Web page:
Prior to 1957, director Sidney Lumet had already acquired some experience in television, though it wasn't until he released his first feature film, a low-budget offering shot in only 17 days, that he began to attract the attention of critics. Though '12 Angry Men' was commercially unsuccessful {in an age of lavish, technicolour adventures, David Lean's magnificent 'The Bridge on the River Kwai (1957)' was more to the taste of audiences of the day}, the film received three Oscar nominations, for Best Writing, Best Director and Best Picture. Of course, it was Lean's epic that won each of these categories, among numerous others. Lumet's film, adapted by Reginald Rose from his own 1954 Studio One teleplay, explores the fairness and infallibility of the American judicial system, and the ways by which personal prejudice may affect the outcome of a criminal case. Though the film opens at the conclusion of the hearing, as the apparently-bored judge (Rudy Bond) offers his final instructions to the jury members, the events of the trial are later recreated through dialogue, without ever resorting to cumbersome flashbacks or heavy-handed narration.

What ultimately makes '12 Angry Men' such an electrifying viewing experience are the incredible performances of the twelve main actors, each player delivering a distinct, perfectly-pitched characterisation that contributes richly towards their jury's deliberations on the court-case. Central to the story, of course, is Juror #8 (Henry Fonda), the lone dissenting member, whose unwillingness to send a conceivably-innocent man to the electric chair forces the other jurors to reconsider their stance on what had initially seemed an "open-and-shut case." Fonda, who also co-produced the film, gives a sincere and righteous performance, his actions assuredly heroic, despite the very real possibility that he has helped a guilty criminal escape from justice. The remaining players (in clock-wise order around the juror's table: Martin Balsam, John Fiedler, Lee J. Cobb, E.G. Marshall, Jack Klugman, Ed Binns, Jack Warden, Joseph Sweeney, Ed Begley, George Voskovec and Robert Webber) each contribute with faultless performances, though some play a more significant role in the proceedings than do others.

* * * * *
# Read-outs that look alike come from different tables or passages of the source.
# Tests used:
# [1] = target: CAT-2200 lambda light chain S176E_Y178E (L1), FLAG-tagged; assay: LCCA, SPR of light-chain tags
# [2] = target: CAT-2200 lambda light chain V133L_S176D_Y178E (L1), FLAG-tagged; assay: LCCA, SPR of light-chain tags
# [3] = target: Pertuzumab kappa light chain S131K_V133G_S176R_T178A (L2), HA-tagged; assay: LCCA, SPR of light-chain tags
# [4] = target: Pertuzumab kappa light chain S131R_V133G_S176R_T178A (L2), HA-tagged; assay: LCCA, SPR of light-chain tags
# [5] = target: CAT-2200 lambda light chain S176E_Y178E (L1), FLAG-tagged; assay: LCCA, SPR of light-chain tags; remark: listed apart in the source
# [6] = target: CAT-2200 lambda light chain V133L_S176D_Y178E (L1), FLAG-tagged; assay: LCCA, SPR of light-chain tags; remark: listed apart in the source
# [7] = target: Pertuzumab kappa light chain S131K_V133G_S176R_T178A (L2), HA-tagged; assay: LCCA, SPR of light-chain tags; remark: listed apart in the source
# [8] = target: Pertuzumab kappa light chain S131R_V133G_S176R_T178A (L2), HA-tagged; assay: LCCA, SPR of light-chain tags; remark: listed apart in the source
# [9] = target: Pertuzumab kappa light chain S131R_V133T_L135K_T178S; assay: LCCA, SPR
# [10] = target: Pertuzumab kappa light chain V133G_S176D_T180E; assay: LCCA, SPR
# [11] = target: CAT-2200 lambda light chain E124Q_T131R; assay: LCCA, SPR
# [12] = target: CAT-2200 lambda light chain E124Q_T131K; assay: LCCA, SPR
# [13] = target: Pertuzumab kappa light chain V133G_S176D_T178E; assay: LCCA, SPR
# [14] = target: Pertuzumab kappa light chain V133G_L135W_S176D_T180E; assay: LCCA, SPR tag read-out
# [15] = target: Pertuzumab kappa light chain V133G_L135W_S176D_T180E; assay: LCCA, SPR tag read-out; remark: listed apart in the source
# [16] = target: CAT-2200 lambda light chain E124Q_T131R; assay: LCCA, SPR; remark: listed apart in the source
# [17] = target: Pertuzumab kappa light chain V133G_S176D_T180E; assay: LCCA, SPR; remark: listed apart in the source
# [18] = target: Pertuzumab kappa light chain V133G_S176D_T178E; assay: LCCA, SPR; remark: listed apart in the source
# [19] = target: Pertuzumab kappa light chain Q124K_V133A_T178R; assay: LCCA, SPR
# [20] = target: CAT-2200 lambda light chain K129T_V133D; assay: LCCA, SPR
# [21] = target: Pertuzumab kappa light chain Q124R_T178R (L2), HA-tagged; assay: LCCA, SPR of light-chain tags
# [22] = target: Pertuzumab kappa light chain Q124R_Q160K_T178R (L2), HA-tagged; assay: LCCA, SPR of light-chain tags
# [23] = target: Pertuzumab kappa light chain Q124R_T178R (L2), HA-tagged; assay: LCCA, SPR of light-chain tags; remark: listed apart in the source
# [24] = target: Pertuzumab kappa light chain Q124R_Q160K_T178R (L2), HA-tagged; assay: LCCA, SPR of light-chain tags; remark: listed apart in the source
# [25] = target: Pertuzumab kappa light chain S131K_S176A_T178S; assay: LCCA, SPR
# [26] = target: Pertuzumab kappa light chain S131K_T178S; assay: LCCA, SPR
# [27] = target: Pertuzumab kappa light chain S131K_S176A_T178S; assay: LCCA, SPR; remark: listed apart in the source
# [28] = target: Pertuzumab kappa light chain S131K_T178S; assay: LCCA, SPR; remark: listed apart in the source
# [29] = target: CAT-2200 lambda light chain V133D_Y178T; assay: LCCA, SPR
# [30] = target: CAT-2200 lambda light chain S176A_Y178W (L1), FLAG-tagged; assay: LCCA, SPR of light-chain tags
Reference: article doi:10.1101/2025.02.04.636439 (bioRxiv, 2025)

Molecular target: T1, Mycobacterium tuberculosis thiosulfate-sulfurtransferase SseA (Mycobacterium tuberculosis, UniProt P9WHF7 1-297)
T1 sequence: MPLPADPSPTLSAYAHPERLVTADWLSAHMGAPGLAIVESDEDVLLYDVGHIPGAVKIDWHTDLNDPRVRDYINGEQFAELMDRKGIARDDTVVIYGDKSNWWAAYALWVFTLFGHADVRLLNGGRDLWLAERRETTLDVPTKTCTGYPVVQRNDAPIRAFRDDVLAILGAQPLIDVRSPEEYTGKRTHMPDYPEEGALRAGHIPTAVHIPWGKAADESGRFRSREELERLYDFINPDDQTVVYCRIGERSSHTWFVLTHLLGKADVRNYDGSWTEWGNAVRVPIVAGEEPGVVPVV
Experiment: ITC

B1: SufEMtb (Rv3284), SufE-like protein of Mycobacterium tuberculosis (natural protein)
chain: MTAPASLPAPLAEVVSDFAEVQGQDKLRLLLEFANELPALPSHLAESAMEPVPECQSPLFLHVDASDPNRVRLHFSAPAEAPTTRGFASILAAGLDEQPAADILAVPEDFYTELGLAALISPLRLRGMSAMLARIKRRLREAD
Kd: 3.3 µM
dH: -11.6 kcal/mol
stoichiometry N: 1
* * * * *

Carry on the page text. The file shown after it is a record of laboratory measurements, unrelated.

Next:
It would be plain naïve to label any one of the twelve jurors a "villain," but the man who clashes most frequently with the Fonda's well-meaning dissenter is Juror #3 (Lee J. Cobb), a loud-mouthed and temperamental bully, whose failed relationship with his own adult son has given him an overwhelming prejudice towards young people. Rather than deciding the murder trial based on the evidence, Juror #3 subconsciously relies on his own tremendous bias to settle the eventual fate of the accused man. Equally bigoted is Juror #10 (Ed Begley), whose astonishing partiality is fully revealed in his final manic tirade against lower-class citizens. In one of the film's most brutally powerful sequences, the remaining jurors callously rise from their tables in response to Juror #10's deplorable outburst, his confidence shattering as he realises that he is alone in his narrow-minded views. Also interesting is Jack Warden's Juror #7, an impatient salesman, whose complete indifference to the fate of the Accused prompts him to alter his vote in favour of the majority.

Despite working in an extremely confined space, Lumet certainly makes the most of his minimalist setting, and cinematographer Boris Kaufman {who also worked on 'On the Waterfront (1954)'} employed lenses with gradually-increasing focal lengths to make it seem as though the walls were closing in on the characters, heightening the ever-present sense of claustrophobia. Lumet is a master of creating mood, as he also demonstrated in his finest film, 'Fail-Safe (1964),' and there's a certain, illogical urgency in the jurors' proceedings, as though Fonda's character is continually fighting a losing battle. Though some of events of the jury room would technically not be allowed {Juror #8's extra investigations – purchasing the knife, pacing the old witness' journey to the door – would undoubtedly have resulted in a mistrial}, the discussions in the film work merely to prove a single, all-too-significant moral: according to the Constitution, the Accused can only be convicted if there exists no reasonable doubt of his guilt. Ultimately, whether he actually committed the murder or not is almost beside the point, particularly when the life of a potentially-innocent man is hanging in the balance.
Simple but great.